Thursday, February 4, 2016

Don't call me dear!

Are there things that really bug you?  For me, it’s being called ‘dear’ in a restaurant, doctor’s office or shop.  I hear ‘you poor old dithery thing’. 

 I don’t know what they intend, but that’s what I interpret. 
Don’t get me wrong. I’m not a person who dwells on age much and I am aware that I no longer fit in the ‘no spring chicken’ catergory. I’m fine with that. Plus, I come from a great place (Cape Breton) where everyone calls everyone ‘dear’.  It doesn’t mean ‘you poor old thing’ their either.  It’s just a warm and friendly term used by people of all ages to people of all ages.

Outside of Cape Breton, it seems to mean something quite different.  I find it condescending and just short of a curled lip. I notice it's rarely used for large, young men.  I'd be happy to be corrected on this.

I arrived home recently seething from a restaurant one night and called to complain to Victoria. “The waiter kept calling me ‘dear’.  Victoria said, “And did you call him Lamb Chop? Honeybun? Cuddlekins?’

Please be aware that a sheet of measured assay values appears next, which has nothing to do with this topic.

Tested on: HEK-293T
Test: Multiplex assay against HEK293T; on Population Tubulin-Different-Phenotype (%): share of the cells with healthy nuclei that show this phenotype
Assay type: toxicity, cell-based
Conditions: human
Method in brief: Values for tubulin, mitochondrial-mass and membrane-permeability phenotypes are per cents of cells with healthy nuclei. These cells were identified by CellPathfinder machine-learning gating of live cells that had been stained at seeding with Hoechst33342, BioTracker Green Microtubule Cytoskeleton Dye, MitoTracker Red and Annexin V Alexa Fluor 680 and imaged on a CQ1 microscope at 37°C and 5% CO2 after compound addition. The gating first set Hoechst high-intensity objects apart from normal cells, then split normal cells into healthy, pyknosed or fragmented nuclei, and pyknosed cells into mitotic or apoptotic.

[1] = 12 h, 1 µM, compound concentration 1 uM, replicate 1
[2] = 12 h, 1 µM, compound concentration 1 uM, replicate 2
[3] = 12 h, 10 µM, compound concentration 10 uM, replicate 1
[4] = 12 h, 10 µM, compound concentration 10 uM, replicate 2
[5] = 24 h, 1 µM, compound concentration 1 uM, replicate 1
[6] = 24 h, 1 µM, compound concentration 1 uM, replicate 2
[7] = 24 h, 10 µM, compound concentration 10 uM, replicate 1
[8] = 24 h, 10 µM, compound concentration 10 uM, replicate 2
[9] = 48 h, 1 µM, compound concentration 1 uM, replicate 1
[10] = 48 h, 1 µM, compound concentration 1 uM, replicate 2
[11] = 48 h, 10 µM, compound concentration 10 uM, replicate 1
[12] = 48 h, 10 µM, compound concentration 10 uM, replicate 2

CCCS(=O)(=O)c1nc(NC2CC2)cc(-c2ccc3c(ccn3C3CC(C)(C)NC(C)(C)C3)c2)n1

As it turned out, I hadn’t said any of that. I did get a good laugh out of it, but future ‘dear’ attacks, I couldn’t quite manage to say, ‘Thanks, Lamb Chop.’

Part of the problem is that I know that being a food server is a tough job with a lot of pressure and most of them mean well (even if they think I am a poor old thing).  I like people in food service and try to treat them right.  Still the sound of dear and other condescending names (nouns and pronouns) make me mad. You think they’d figure that out by looking at me.

Then last night, at a lovely restaurant, the young waiter kept saying “How are we?”  “Are we ready to order?” “Would we like anything else?”
Aside from this, he seemed like a nice ‘lad’, looked like a smaller version of Damien Lewis and was very efficient. So I didn’t say “Oh, are you joining us?”  But I’m sure it was clearly written in the talk bubble over my head   I found this ‘we’ thing annoying too, but nowhere near as bad as “How are you young ladies tonight?”  This is always said to a group of not at all young ladies by a man, either young or middle aged.  What message are we to take from it?  We fooled you?  You really think we’re young ladies? There’s something about our not at all young ladyness that needs speaking about?  

Now over to you readers!  Should I just get over myself?  Should I call the next server Sugar Lumps? Or should I get a large button made that says “DON’T CALL ME DEAR”? or maybe one that states “Be careful. I know 147 ways to kill someone.”?

While we’re talking, what really riles you?